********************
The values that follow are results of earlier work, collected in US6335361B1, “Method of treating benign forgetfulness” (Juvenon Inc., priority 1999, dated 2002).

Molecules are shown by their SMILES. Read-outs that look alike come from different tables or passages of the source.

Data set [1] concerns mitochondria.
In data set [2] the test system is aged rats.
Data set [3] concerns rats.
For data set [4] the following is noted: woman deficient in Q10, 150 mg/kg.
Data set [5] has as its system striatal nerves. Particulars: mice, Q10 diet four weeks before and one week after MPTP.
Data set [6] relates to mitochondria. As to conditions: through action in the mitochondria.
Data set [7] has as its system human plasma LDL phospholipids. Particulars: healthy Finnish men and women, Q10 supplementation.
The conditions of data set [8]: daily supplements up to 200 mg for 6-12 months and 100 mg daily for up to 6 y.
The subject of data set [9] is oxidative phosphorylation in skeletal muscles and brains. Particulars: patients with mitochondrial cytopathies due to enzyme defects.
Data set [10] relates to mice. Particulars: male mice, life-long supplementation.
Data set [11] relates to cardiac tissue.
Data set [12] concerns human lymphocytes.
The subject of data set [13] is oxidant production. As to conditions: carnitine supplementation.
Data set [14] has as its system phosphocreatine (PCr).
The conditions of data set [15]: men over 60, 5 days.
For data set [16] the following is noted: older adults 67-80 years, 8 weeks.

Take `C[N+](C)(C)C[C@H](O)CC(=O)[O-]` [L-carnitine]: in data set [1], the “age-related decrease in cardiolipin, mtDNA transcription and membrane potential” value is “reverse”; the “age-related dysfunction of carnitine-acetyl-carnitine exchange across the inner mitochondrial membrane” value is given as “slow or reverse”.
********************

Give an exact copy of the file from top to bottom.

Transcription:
The values that follow are results of earlier work, collected in US6335361B1, “Method of treating benign forgetfulness” (Juvenon Inc., priority 1999, dated 2002).

Molecules are shown by their SMILES. Read-outs that look alike come from different tables or passages of the source.

Data set [1] concerns mitochondria.
In data set [2] the test system is aged rats.
Data set [3] concerns rats.
For data set [4] the following is noted: woman deficient in Q10, 150 mg/kg.
Data set [5] has as its system striatal nerves. Particulars: mice, Q10 diet four weeks before and one week after MPTP.
Data set [6] relates to mitochondria. As to conditions: through action in the mitochondria.
Data set [7] has as its system human plasma LDL phospholipids. Particulars: healthy Finnish men and women, Q10 supplementation.
The conditions of data set [8]: daily supplements up to 200 mg for 6-12 months and 100 mg daily for up to 6 y.
The subject of data set [9] is oxidative phosphorylation in skeletal muscles and brains. Particulars: patients with mitochondrial cytopathies due to enzyme defects.
Data set [10] relates to mice. Particulars: male mice, life-long supplementation.
Data set [11] relates to cardiac tissue.
Data set [12] concerns human lymphocytes.
The subject of data set [13] is oxidant production. As to conditions: carnitine supplementation.
Data set [14] has as its system phosphocreatine (PCr).
The conditions of data set [15]: men over 60, 5 days.
For data set [16] the following is noted: older adults 67-80 years, 8 weeks.

Take `C[N+](C)(C)C[C@H](O)CC(=O)[O-]` [L-carnitine]: in data set [1], the “age-related decrease in cardiolipin, mtDNA transcription and membrane potential” value is “reverse”; the “age-related dysfunction of carnitine-acetyl-carnitine exchange across the inner mitochondrial membrane” value is given as “slow or reverse”.